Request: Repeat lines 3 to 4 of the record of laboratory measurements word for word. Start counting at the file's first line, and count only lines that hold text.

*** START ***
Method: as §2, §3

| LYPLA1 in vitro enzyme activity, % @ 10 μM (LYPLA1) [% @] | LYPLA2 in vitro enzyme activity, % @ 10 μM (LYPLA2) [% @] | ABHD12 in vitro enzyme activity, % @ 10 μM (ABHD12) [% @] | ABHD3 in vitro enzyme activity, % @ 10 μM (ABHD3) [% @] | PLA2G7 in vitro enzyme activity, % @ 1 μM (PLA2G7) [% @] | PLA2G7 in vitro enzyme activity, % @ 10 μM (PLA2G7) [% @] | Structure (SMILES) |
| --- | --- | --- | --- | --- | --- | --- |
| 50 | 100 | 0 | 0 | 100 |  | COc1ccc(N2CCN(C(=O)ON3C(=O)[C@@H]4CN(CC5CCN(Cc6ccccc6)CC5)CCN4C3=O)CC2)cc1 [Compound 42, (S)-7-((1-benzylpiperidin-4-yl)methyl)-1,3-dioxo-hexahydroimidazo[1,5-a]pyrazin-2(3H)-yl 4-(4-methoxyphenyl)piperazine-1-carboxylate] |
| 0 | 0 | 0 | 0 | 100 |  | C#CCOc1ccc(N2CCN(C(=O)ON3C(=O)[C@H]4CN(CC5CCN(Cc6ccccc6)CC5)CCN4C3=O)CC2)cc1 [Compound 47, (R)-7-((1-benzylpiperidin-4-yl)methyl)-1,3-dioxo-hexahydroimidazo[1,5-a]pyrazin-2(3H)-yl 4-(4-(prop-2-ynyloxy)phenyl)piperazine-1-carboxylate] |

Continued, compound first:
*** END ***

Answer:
| --- | --- | --- | --- | --- | --- | --- |
| 50 | 100 | 0 | 0 | 100 |  | COc1ccc(N2CCN(C(=O)ON3C(=O)[C@@H]4CN(CC5CCN(Cc6ccccc6)CC5)CCN4C3=O)CC2)cc1 [Compound 42, (S)-7-((1-benzylpiperidin-4-yl)methyl)-1,3-dioxo-hexahydroimidazo[1,5-a]pyrazin-2(3H)-yl 4-(4-methoxyphenyl)piperazine-1-carboxylate] |